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2010-01-20 Mapping Serializable types using Fluent NHibernate

Yesterday I posted a question to StackOverflow ( asking whether anyone could tell me how to map a Serializable type using Fluent NHibernate.  The outcome was disappointing to say the least.  In 24 hours there have been less than 20 views.  It was voted up twice, but no comments or answers were posted.

Even worse, there's another post on StackOverflow ( that asks this same question and has an answer that's incorrect (it compiles but throws an exception at runtime).

Serializable types in NHibernate (XML)

Before I continue, I'll give a little background.  Feel free to skip this part.  Suppose you want to map the following object (contrived, I know):

public class Person
    public virtual string FirstName { get; set; }
    public virtual string LastName { get; set; }
    public virtual BirthCertificate BirthCertificate { get; set; }
public class BirthCertificate
    public virtual DateTime DOB { get; set;}
    public virtual string BirthCity { get; set; }
    public virtual string BirthState { get; set; }
    public virtual string HospitalName { get; set;}

Imagine, however, that you don't want to map the BirthCertificate fields to a table.  Imagine you want to serialize the BirthCertificate object and store it in a single column in the Person table.

NHibernate makes this really easy.  When mapping the BirthCertificate property on Person, you would write something like this:

<property name="BirthCertificate" column="BirthCertificate" type="Serializable"  />

and of course you would have to add a [Serializable] attribute to the BirthCertificate class like so:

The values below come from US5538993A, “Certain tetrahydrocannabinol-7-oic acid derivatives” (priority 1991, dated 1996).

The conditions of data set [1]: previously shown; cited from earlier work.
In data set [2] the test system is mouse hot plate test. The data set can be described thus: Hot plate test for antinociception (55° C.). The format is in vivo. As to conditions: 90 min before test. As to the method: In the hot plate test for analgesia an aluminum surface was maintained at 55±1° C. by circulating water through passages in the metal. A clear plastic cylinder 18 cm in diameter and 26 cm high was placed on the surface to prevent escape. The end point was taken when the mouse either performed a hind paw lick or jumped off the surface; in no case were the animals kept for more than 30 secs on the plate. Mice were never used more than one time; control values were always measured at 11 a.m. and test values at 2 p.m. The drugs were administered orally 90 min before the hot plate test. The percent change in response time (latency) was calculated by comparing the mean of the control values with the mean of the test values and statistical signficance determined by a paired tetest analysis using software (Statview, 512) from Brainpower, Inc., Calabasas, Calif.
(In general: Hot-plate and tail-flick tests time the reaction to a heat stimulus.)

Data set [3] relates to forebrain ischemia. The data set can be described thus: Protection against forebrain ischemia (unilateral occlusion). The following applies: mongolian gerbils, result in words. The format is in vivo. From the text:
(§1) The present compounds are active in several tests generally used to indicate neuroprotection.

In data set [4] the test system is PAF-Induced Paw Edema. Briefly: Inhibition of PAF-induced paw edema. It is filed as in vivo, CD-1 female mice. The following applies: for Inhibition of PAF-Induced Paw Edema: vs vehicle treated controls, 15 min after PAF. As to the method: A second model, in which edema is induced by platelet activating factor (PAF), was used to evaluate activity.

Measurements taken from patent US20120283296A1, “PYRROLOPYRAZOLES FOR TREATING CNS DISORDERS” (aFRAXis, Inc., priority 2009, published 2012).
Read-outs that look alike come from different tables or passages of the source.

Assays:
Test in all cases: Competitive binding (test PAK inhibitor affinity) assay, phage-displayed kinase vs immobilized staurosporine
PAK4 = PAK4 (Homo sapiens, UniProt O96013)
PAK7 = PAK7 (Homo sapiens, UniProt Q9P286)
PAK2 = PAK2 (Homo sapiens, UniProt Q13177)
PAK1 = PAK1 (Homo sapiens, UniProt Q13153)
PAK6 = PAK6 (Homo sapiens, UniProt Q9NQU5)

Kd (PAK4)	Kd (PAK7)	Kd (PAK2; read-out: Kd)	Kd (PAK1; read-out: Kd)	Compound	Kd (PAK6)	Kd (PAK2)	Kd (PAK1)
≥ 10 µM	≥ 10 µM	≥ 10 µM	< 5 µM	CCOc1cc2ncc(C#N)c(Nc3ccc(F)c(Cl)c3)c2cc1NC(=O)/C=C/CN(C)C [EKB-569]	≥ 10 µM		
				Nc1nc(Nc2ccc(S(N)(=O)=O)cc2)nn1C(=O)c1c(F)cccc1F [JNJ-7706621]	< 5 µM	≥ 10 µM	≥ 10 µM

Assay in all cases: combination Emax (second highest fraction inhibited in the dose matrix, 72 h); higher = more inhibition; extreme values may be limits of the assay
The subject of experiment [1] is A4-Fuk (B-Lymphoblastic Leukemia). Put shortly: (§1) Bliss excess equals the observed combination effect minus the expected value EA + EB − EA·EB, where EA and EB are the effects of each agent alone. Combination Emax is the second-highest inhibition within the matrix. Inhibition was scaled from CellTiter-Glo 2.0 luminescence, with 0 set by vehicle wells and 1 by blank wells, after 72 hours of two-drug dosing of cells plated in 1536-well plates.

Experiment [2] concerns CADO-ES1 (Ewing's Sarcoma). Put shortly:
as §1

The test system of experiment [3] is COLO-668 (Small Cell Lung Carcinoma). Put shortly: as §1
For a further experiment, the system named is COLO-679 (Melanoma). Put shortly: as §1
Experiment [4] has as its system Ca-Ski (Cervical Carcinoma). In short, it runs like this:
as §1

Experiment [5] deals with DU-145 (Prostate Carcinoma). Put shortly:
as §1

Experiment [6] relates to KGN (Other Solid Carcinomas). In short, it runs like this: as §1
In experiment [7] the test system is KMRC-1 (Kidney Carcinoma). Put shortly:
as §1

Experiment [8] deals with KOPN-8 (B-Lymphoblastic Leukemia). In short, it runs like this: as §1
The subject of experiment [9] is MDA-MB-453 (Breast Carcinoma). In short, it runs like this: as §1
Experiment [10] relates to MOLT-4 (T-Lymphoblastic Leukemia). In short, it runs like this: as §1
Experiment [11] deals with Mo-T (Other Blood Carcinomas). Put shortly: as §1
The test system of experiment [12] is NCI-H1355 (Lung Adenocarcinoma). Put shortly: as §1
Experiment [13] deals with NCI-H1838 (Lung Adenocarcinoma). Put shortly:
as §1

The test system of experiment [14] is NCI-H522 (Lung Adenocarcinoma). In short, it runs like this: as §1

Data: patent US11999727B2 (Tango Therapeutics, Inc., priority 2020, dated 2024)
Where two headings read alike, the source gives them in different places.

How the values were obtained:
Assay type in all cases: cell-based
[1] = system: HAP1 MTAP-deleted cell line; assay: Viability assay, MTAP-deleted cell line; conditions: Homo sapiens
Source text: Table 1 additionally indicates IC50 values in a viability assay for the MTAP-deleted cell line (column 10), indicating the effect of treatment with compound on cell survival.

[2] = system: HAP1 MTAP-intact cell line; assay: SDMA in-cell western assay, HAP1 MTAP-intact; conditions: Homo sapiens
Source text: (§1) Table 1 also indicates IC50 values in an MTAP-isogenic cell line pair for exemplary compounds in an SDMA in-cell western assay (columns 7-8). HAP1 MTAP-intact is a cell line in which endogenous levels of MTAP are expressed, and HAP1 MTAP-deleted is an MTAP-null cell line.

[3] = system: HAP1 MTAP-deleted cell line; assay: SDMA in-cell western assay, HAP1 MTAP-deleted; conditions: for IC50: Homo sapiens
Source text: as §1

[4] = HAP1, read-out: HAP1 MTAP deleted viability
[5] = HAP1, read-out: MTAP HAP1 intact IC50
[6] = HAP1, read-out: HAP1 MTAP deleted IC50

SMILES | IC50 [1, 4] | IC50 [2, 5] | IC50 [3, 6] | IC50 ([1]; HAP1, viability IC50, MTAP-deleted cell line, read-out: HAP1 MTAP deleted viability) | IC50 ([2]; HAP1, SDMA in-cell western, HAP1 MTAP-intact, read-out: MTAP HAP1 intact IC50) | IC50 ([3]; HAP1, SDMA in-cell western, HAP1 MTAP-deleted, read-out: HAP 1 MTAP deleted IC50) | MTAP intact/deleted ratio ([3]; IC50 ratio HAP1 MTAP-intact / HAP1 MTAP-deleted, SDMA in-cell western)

public class BirthCertificate

Mapping Serializable using Fluent NHibernate

This is actually surprisingly easy.

The Fluent interface provides a CustomType method that allows you to map your entity to a custom, IUserType.  The incorrect answer that was posted on the old StackOverflow post (link above) mentioned combining this CustomType method with the SerializableType type, like this:


That will build, but it throws an Exception at runtime:

An invalid or incomplete configuration was used while creating a SessionFactory. Check PotentialReasons collection, and InnerException for more detail.


Could not instantiate IType SerializableType: System.MissingMethodException: No parameterless constructor defined for this object.
    at System.RuntimeTypeHandle.CreateInstance(RuntimeType type, Boolean publicOnly, Boolean noCheck, Boolean& canBeCached, RuntimeMethodHandle& ctor, Boolean& bNeedSecurityCheck)
    at System.RuntimeType.CreateInstanceSlow(Boolean publicOnly, Boolean fillCache)
    at System.RuntimeType.CreateInstanceImpl(Boolean publicOnly, Boolean skipVisibilityChecks, Boolean fillCache)
    at System.Activator.CreateInstance(Type type, Boolean nonPublic)
    at System.Activator.CreateInstance(Type type)
    at NHibernate.Bytecode.ActivatorObjectsFactory.CreateInstance(Type type)
    at NHibernate.Type.TypeFactory.HeuristicType(String typeName, IDictionary`2 parameters)

I'm not a contributor to the Fluent NHibernate project (though I'm considering it after some other things calm down and I have more time), so I wasn't particularly familiar with the codebase.  In order to find the solution, I downloaded the latest code and stepped through it to see how it works.

Basically, the fluent interface collects all your mapping settings and then outputs the appropriate hbm's at configure-time.  Using the incorrect answer above resulted in the following mapping for the BirthCertificate property:

<property name="BirthCertificate" type="NHibernate.Type.SerializableType, NHibernate,Version=, Culture=neutral, PublicKeyToken=aa95f207798dfdb4">
<column name="BirthCertificate" />

Hey – that should read type=”Serializable”!  We don't want the whole Type info there!

Turns out one of the overloads of the CustomType method takes….. you guessed it (!)…. a String!

The following is the correct way of mapping a Serializable type in Fluent NHibernate


Yes I feel stupid for not figuring this out from the start!  One comfort though is that it doesn't seem that many people know this, even though it seems so obvious.

Stupid as I feel, I also feel like I gained a lot from the hour I spent on this; I finally got to delve into the Fluent NHibernate code.